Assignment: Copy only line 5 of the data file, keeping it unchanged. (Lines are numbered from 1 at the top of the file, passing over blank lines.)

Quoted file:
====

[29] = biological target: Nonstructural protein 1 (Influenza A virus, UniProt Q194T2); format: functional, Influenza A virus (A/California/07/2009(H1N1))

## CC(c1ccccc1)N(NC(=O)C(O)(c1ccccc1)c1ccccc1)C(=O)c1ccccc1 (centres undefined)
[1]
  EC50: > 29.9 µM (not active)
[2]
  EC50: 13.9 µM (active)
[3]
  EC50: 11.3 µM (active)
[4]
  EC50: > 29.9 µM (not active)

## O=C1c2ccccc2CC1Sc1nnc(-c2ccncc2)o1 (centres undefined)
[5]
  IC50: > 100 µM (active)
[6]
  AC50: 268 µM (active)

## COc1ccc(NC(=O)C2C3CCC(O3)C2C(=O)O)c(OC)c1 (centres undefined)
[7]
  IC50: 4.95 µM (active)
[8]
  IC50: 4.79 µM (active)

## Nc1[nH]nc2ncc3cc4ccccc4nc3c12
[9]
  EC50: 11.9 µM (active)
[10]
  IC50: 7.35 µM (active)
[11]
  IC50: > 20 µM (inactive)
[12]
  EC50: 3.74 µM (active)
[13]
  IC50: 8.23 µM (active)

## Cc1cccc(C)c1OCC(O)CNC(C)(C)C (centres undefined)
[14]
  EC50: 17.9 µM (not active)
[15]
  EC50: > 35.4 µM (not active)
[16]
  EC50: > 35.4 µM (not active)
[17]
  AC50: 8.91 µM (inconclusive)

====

[2]